Living cumulative network meta-analysis to reduce waste in research: A paradigmatic shift for systematic reviews?
© Vandvik et al. 2016
Received: 7 March 2016
Accepted: 9 March 2016
Published: 29 March 2016
The original article was published in BMC Medicine 2016 14:8
In a recent research article in BMC Medicine, Créquit and colleagues demonstrate how published systematic reviews in lung cancer provide a fragmented, out-of-date picture of the evidence for all treatments. The results and conclusions drawn from this study, based on cumulative network meta-analyses (NMA) of evidence from randomized clinical trials over time, are quite compelling. The inherent waste of research resulting from incomplete evidence synthesis has wide-reaching implications for a range of target groups including developers of systematic reviews and guidelines and their end-users, health care professionals and patients at the point of care. Building on emerging concepts for living systematic reviews and NMA, the authors propose "living cumulative NMA" as a potential solution and paradigmatic shift. Here we describe how recent innovations within authoring, dissemination, and updating of systematic reviews and trustworthy guidelines may greatly facilitate the production of living NMA. Some additional challenges need to be solved for NMA in general, and for living cumulative NMA in particular, before a paradigmatic shift for systematic reviews can become reality.
Please see related research article: https://bmcmedicine.biomedcentral.com/articles/10.1186/s12916-016-0555-0
Health care professionals and other decision makers responsible for providing patients with safe and high quality care need access to the best current research evidence about diagnosis, treatment and prognosis . High quality systematic reviews synthesize the best available evidence regarding an intervention’s benefits and harms to answer a clinical question. Clinical practice guidelines combine this evidence with other relevant considerations such as patients’ values and preferences . Together, reviews and guidelines constitute key tools to provide the best current evidence and optimal recommendations for choosing among alternative diagnostic and treatment strategies .
Over the past decades the world has seen large advances in standards, methods, and systems for conducting and reporting systematic reviews and trustworthy guidelines [4–7]. These advances include systematic reviews that use network meta-analyses (NMA), the statistical technique that allows comparing multiple treatments at a time [8, 9], the methods of which are rapidly evolving .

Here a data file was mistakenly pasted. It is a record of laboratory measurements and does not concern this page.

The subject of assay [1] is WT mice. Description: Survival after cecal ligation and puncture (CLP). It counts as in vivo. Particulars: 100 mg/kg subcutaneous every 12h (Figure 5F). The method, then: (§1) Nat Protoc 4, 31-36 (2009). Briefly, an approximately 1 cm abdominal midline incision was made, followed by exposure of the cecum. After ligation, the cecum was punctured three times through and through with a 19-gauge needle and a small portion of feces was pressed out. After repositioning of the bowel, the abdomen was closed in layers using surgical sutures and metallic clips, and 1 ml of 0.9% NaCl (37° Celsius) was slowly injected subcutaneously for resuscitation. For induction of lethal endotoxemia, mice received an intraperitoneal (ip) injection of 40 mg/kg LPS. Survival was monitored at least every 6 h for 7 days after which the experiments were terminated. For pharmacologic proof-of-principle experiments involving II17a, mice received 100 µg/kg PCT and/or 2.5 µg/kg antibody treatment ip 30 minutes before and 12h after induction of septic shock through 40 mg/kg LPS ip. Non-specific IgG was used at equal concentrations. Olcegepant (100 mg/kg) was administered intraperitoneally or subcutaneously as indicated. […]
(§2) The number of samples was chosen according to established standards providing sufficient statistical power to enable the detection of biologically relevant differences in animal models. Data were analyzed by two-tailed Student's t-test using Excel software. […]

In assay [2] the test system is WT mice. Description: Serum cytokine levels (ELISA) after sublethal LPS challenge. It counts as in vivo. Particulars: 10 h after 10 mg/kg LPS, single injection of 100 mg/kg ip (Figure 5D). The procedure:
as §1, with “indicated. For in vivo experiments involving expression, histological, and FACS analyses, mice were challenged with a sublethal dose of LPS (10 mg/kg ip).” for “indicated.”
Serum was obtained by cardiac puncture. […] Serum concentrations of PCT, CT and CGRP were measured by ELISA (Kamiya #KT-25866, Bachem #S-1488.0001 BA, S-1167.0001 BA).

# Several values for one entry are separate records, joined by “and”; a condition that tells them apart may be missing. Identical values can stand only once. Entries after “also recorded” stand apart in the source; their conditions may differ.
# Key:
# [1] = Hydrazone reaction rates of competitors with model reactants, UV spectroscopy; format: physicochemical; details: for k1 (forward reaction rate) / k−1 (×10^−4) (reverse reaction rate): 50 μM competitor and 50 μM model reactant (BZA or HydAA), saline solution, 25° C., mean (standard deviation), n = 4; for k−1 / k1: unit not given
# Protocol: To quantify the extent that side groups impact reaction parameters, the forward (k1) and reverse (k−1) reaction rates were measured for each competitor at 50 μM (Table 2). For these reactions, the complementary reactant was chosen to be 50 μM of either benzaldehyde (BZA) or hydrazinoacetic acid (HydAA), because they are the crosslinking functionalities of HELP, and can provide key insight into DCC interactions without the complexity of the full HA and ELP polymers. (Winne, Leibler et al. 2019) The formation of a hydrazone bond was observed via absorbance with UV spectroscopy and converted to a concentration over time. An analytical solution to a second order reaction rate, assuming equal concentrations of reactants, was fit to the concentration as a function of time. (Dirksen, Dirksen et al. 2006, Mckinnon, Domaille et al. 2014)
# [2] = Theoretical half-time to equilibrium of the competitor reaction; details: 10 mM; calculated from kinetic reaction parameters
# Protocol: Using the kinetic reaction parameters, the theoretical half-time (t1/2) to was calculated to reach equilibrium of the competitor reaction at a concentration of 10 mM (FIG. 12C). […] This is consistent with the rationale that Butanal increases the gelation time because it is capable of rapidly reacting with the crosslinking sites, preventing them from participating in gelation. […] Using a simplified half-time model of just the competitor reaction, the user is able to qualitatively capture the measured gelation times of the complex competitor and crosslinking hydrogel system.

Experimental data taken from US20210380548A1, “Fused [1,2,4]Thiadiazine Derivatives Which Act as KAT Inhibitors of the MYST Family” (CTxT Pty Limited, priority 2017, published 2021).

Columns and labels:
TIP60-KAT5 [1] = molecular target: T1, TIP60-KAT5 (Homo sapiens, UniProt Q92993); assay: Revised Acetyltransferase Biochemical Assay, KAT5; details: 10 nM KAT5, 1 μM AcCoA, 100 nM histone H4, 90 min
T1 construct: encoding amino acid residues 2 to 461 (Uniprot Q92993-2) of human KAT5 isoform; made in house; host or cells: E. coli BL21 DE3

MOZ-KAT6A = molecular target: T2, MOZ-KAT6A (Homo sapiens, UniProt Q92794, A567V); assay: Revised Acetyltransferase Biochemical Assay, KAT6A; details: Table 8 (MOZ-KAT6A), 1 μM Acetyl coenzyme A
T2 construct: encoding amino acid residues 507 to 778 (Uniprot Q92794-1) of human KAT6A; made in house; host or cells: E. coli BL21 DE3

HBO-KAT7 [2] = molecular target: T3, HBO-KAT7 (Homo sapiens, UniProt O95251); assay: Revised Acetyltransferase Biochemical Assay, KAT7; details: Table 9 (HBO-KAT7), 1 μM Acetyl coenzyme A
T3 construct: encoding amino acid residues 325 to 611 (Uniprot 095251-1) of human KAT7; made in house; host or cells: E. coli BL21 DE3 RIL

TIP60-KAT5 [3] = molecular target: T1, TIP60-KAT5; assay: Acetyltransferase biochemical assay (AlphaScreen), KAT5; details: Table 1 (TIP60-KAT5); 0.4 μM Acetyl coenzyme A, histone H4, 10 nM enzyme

In a study recently published in BMC Medicine, Créquit and colleagues illustrate how published systematic reviews in lung cancer provide a fragmented, out-of-date picture of the evidence for all treatments . The evidence covered by existing systematic reviews for second-line treatments for advanced non-small cell lung cancer was incomplete, with 40 % or more of treatments, treatment comparisons, and trials missing. The incomplete evidence was detected through the construction of cumulative networks of evidence from randomized clinical trials over time and an evaluation of the proportion of trials, patients, treatments, and treatment comparisons not covered by systematic reviews on a yearly basis from 2009 onwards.
The study has limitations, including lack of consideration of the scope of the systematic reviews (limited scope may have been a legitimate reason to not include all available trials), and failure to address the possibility that it would have been inappropriate to pool together the results of all the randomized trials detected. Although these limitations may have resulted in an exaggeration of the magnitude of the problem, the results and conclusions are nevertheless compelling. As stated by the authors "available pairwise treatment comparisons do not allow for meeting clinicians’ and patients’ needs in decision making. Nor do they meet the needs of other target audiences such as developers of clinical practice guidelines, decision aids, funders and decision-makers in health care systems" .
Living cumulative NMA
Building on emerging concepts for living systematic reviews and network meta-analysis, the authors conclude that this waste of research might be reduced by "living cumulative NMA" (living NMA hereafter). With this approach, the focus would be on developing NMAs that include all available treatments (as opposed to a series of head-to-head comparisons), which are updated as soon as new trials become available. The authors propose methodological steps for living NMA and present a series of challenges and potential solutions for each step from creation to dissemination and updating. Their proposed solution represents an innovative input to existing challenges for systematic reviews and also relates to international calls for increased value and reduced waste in research, here within the context of evidence synthesis of available trials .